Of course, you’d still need JS to attach an event handler if you want the votes to be registered through AJAX, but that’s not part of the rating widget per se (it could still work as part of a regular form).

What’s best is that it’s fully keyboard accessible (focus and then use keyboard arrows) and screen reader accessible (although VoiceOver will also pronounce the generated stars, but that won’t happen if you use images instead of unicode stars). I’m guessing it could become even more accessible with proper ARIA, but I’ll leave that as an exercise to the commenter 😀

In browsers that don’t support :checked (essentially only IE < 9), it degrades to a series of radio buttons (haven’t verified that it does, but it should do).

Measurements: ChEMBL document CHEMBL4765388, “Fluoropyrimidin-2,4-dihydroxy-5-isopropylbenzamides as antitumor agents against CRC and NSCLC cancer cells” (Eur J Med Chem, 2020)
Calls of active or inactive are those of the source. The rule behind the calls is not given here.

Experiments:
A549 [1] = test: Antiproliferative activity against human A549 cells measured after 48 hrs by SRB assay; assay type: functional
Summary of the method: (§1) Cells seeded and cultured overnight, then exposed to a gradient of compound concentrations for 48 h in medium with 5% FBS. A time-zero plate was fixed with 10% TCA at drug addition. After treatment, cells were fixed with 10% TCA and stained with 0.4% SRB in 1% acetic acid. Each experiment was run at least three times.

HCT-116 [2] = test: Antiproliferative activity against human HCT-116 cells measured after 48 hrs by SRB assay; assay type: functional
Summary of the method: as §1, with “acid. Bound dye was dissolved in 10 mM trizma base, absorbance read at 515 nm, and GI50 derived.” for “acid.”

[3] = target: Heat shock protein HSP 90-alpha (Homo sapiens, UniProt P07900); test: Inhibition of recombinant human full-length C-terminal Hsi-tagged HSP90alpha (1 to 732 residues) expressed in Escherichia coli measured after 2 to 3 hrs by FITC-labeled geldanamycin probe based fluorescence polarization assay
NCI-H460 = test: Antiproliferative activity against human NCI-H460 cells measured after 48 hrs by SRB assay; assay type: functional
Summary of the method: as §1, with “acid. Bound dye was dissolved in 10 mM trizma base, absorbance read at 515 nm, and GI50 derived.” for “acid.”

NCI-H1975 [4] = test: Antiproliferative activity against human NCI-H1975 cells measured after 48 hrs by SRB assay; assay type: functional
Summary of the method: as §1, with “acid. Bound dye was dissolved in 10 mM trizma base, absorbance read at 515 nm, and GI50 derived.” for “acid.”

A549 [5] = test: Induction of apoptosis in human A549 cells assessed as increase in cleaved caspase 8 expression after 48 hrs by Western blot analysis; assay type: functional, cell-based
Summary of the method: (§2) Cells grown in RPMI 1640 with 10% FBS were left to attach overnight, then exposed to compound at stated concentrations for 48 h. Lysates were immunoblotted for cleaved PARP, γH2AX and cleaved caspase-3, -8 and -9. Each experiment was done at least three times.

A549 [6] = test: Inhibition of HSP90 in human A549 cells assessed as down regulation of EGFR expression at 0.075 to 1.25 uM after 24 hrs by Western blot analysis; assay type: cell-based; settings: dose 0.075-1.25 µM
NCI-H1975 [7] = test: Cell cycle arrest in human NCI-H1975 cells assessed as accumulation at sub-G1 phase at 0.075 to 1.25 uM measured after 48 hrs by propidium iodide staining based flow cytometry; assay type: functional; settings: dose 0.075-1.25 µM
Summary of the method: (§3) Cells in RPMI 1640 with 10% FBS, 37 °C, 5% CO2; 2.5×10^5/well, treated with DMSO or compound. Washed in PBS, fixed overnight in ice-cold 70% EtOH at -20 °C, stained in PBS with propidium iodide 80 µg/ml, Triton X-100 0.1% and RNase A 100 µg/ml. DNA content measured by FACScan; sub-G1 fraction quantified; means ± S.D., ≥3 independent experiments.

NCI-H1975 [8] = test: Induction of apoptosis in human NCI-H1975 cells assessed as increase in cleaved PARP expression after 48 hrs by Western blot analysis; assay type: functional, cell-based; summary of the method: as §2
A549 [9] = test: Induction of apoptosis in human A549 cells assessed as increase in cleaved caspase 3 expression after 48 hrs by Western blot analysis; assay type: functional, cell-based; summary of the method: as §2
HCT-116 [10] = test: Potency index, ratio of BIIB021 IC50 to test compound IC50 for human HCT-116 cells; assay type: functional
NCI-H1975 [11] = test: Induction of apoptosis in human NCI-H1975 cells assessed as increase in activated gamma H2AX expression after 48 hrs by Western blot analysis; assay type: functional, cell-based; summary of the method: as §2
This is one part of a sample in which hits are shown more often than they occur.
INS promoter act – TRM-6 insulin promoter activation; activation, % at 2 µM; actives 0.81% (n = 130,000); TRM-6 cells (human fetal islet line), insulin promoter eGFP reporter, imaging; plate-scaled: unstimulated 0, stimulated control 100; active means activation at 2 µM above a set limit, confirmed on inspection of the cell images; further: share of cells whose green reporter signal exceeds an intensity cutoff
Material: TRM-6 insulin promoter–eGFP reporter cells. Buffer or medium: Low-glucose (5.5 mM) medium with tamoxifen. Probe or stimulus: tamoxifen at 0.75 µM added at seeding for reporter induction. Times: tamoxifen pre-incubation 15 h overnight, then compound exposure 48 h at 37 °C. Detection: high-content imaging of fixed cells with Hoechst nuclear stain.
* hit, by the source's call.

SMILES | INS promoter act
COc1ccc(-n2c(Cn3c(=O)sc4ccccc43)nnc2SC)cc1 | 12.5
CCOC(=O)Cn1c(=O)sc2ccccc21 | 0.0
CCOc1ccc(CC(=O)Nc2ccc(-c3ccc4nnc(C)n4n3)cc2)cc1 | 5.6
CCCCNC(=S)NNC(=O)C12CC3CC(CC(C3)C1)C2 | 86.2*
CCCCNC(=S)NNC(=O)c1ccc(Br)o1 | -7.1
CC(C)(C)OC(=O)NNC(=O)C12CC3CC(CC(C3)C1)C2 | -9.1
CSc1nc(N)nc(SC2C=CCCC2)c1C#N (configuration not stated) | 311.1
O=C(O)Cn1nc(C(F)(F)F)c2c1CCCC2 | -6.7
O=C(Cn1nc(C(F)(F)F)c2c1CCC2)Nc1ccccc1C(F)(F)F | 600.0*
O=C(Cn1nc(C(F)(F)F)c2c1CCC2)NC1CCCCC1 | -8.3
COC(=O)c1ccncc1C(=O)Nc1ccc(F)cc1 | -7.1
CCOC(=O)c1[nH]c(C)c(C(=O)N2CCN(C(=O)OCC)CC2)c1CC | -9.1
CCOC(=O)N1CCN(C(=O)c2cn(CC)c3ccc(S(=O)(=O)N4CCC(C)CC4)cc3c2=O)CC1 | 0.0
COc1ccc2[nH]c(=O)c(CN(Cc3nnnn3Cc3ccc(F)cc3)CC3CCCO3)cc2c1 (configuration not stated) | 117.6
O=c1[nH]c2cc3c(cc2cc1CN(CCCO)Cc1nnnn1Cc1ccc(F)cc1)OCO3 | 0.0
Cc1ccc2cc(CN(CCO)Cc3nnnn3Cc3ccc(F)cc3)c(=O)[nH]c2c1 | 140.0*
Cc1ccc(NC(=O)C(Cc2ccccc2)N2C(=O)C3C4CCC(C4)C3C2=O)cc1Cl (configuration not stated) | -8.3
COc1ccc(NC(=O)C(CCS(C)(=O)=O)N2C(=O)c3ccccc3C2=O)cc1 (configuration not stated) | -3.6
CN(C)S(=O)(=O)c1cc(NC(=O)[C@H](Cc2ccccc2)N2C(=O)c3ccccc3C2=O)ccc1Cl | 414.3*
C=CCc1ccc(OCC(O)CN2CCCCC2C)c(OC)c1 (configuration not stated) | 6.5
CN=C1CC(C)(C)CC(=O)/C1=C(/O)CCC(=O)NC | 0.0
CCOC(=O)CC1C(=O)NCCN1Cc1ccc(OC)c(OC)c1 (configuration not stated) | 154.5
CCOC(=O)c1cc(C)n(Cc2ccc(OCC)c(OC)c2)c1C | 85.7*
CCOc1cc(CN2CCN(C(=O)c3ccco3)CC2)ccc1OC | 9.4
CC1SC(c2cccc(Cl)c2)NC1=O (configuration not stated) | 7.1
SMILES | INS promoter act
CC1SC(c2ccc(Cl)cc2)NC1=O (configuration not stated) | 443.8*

So, here it is:

Legal note, for those who need it: This code is MIT licensed.

Categories
Replies

Better “CSS3 ticket-like tags”

Today I stumbled upon this tutorial, which from the screenshot, looked very interesting. So, I read on, and to my horror I noticed the author suggesting some questionable practices, the worst of which was using 3 HTML elements for every tag, including nonsense markup like <span class="circle"></span>.

So, I thought I’d take a chance at trying to recreate this effect without any extra markup. And it turned out to be quite easy, although using CSS gradients limits browser support a bit (IE10, Firefox 3.6+, Chrome, Safari 5.1).

They have the same disadvantage as the originals: They depend on the background color. However, unlike the originals, they come at less code, they’re scalable without changing a million values (as shown in the “bigger” section) and of course, no extra markup.